As noted at the beginning of the post, friction produces drag on conversion rate and revenue.  As such, there’s an easy test for friction, and you should be employing it rigorously.  Every major change or new feature on the site should be tested for added drag.  Features or changes that add drag should be yanked from the site, and either tossed in the trash bin or re-thought out and re-tested.  Under no circumstances should you leave a feature on the site that adds even the slightest drag.  There isn’t an argument in the world that should persuade you to leave it.

Your friction test is a simple A/B split test, with equal percentages of your visitors getting A (the site as it is now) and B (the site with your new feature).  If B (the new feature) drives higher conversion and revenue than A, the deploy the feature globally.  If not, kill the feature and move on.

You don’t need any fancy multivariate testing tool to run this test.  You simply need a web analytics package with the ability to pass either a custom parameter for segment reporting, or the ability create a segment based on a non-custom parameter.  Most of the work is done with JavaScript and cookies (identifying who is A, who is B, who is not participating in either group, and setting the appropriate parameter).  The segment parameter allows you do do the reporting in your web analytics tool.  I’ve done this in both Webtrends and Coremetrics, and I know it’s possible in the other major tools.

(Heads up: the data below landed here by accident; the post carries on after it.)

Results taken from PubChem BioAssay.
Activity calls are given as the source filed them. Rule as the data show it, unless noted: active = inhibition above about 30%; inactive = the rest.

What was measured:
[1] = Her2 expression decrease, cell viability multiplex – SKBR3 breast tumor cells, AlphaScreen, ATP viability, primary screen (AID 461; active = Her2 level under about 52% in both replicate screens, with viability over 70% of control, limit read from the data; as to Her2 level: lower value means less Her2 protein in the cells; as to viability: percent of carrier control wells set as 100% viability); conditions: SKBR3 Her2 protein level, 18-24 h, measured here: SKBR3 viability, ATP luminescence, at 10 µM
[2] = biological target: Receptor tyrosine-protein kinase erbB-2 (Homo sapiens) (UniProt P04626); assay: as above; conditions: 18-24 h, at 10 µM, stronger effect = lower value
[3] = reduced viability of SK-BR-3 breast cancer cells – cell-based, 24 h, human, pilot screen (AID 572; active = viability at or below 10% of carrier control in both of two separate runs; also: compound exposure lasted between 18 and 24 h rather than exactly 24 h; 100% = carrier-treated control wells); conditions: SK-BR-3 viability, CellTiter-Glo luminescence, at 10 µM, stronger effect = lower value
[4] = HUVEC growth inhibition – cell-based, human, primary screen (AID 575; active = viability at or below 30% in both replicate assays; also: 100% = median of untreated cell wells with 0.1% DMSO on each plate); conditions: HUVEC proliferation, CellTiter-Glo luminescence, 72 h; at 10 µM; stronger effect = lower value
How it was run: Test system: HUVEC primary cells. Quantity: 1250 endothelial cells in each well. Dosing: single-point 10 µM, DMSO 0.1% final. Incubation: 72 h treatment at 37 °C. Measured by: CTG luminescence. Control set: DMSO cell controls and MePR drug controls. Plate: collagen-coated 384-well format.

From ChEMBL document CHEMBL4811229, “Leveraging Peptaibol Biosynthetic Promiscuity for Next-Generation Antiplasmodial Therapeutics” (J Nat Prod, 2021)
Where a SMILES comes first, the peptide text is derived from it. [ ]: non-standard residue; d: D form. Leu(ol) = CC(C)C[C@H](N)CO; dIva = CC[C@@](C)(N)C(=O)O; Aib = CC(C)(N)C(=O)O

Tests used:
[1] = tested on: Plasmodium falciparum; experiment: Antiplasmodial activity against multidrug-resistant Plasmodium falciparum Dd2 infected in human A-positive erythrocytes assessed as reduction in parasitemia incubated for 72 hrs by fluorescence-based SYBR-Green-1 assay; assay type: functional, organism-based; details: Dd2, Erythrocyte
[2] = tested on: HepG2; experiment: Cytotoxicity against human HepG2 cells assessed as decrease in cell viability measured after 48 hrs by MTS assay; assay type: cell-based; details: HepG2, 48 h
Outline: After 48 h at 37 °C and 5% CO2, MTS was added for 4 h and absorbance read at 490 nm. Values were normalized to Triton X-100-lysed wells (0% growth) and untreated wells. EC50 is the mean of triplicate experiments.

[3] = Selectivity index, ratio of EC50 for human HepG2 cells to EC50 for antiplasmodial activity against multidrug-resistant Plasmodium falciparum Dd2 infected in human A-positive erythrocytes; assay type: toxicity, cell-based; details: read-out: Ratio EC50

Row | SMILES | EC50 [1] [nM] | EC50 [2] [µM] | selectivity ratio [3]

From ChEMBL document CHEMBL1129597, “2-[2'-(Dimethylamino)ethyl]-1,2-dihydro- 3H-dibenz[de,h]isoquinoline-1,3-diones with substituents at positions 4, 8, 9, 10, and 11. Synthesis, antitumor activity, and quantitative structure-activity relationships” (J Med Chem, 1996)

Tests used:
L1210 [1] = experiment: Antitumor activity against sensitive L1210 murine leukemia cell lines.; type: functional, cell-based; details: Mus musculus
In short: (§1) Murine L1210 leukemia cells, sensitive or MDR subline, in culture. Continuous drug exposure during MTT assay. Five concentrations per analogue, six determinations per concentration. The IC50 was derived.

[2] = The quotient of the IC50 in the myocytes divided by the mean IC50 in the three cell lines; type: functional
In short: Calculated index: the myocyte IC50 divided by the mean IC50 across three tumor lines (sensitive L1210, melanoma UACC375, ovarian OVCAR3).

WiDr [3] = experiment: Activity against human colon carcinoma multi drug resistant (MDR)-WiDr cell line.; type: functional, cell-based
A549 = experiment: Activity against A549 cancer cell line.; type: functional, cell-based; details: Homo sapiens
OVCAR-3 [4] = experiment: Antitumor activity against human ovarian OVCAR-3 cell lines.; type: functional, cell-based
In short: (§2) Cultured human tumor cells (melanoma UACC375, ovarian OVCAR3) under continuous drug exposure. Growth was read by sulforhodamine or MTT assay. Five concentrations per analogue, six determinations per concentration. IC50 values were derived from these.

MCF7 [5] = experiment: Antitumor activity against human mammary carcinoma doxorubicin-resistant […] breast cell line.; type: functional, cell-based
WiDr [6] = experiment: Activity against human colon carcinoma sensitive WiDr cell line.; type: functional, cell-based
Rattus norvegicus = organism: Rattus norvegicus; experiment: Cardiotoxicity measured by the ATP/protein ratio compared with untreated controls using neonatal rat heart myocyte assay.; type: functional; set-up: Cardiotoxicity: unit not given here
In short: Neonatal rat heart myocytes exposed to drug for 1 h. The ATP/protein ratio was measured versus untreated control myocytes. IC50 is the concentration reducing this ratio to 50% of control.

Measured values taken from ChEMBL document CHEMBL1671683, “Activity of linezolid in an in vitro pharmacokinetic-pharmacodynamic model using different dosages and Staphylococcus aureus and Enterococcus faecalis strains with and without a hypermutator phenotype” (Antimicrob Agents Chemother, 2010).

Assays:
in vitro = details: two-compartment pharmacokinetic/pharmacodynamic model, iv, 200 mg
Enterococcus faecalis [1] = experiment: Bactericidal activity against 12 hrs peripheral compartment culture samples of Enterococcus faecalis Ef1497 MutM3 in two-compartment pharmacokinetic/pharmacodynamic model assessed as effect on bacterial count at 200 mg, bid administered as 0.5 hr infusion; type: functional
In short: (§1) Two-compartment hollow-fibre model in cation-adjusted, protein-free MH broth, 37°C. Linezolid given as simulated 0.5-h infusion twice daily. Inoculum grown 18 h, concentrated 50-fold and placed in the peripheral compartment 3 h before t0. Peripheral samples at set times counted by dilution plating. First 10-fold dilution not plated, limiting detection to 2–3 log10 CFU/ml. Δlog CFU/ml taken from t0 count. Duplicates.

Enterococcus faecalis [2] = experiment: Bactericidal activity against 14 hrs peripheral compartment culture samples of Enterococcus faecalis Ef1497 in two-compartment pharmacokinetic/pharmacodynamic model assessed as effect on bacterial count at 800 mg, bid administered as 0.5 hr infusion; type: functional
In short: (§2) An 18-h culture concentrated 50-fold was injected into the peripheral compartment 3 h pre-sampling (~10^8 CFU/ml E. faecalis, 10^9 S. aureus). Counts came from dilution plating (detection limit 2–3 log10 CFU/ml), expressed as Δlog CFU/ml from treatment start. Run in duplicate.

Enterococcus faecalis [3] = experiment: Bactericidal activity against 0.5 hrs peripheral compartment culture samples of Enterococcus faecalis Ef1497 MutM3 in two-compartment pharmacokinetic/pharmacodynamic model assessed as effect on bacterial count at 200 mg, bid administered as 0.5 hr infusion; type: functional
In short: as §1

Of course, there are many other things you could be doing to reduce eCommerce friction, but this should keep you busy for a while.  And if you start to think that you’ve reduced all the friction possible, you can always go back and start retesting some of your site features for friction.  Friction is a fluid concept related to consumer expectations, wants and paradigms which themselves are dynamic and change over time, sometimes very rapidly.

Filed under: eCommerce, Process, Web Analytics

One Response

  1. […] 5 Things You Can Do to Reduce eCommerce Friction « Greater Returns by Aaron Gray blog.greaterreturns.me/2009/10/12/5-things-you-can-do-to-reduce-ecommerce-friction – view page – cached Friction is the enemy of conversion and, ultimately, the enemy of your success online. Friction is cognitive dissonance. Friction is interactions that produce results that are counter-intuitive or,… (Read more)Friction is the enemy of conversion and, ultimately, the enemy of your success online. Friction is cognitive dissonance. Friction is interactions that produce results that are counter-intuitive or, worse yet, useless. (Read less) — From the page […]